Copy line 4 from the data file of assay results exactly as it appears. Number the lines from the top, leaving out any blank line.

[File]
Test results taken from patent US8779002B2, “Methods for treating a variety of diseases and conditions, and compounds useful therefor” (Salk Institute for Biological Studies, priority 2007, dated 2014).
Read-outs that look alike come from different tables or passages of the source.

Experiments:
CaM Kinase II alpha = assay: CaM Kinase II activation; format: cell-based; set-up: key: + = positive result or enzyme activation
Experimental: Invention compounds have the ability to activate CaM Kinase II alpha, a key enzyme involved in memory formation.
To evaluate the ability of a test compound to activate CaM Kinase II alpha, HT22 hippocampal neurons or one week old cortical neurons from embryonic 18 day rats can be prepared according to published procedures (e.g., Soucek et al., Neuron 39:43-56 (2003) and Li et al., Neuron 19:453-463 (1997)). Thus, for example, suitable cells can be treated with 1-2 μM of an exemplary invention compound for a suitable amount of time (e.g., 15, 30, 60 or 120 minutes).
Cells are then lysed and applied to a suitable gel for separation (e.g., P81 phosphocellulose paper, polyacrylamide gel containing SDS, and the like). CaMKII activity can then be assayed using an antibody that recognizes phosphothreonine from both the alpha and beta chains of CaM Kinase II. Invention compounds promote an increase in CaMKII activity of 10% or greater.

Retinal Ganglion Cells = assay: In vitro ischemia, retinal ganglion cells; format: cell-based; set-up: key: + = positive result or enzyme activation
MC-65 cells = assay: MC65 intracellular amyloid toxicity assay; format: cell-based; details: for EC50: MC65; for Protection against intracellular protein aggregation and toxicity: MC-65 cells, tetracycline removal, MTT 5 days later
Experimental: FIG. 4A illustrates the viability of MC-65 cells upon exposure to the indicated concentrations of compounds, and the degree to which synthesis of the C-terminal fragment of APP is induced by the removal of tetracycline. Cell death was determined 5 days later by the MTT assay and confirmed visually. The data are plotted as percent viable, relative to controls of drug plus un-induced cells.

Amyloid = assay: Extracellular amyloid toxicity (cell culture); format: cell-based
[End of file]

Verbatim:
CaM Kinase II alpha = assay: CaM Kinase II activation; format: cell-based; set-up: key: + = positive result or enzyme activation